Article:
SDCC allows (via language extensions) pointers to explicitly point to any of the memory spaces of the 8051. In addition to the explicit pointers, the compiler also allows a _generic class of pointers which can be used to point to any of the memory spaces.
Pointer declaration examples.
/* pointer physically in xternal ram pointing to object in internal ram */ data unsigned char * xdata p; /* pointer physically in code rom pointing to data in xdata space */ xdata unsigned char * code p; /* pointer physically in code space pointing to data in code space */ code unsigned char * code p; /* the folowing is a generic pointer physically located in xdata space */ char * xdata p;
Well you get the idea. For compatibility with the previous version of the compiler, the following syntax for pointer declaration is also supported. Note the above examples will be portable to other commercially available compilers.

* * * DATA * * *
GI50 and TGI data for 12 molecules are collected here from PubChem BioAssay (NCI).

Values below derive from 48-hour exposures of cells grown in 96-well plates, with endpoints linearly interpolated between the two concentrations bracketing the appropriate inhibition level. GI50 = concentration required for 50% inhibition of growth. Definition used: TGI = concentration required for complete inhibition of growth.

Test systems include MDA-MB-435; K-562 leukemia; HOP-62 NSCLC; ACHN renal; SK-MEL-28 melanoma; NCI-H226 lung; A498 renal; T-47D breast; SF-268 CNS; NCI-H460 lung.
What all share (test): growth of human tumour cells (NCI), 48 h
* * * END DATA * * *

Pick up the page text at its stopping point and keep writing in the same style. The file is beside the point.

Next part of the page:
unsigned char _xdata *ucxdp; /* pointer to data in external ram */ unsigned char _data *ucdp ; /* pointer to data in internal ram */ unsigned char _code *uccp ; /* pointer to data in R/O code space */ unsigned char _idata *uccp; /* pointer to upper 128 bytes of ram */
All unqualified pointers are treated as 3 - byte '_generic' pointers. These type of pointers can also to be explicitly declared.
unsigned char _generic *ucgp;
The highest order byte of the generic pointers contains the data space information. Assembler support routines are called whenever data is stored or retrieved using _generic pointers. These are useful for developing reusable library routines. Explicitly specifying the pointer type will generate the most efficient code. Pointers declared using a mixture of OLD/NEW style could have unpredictable results.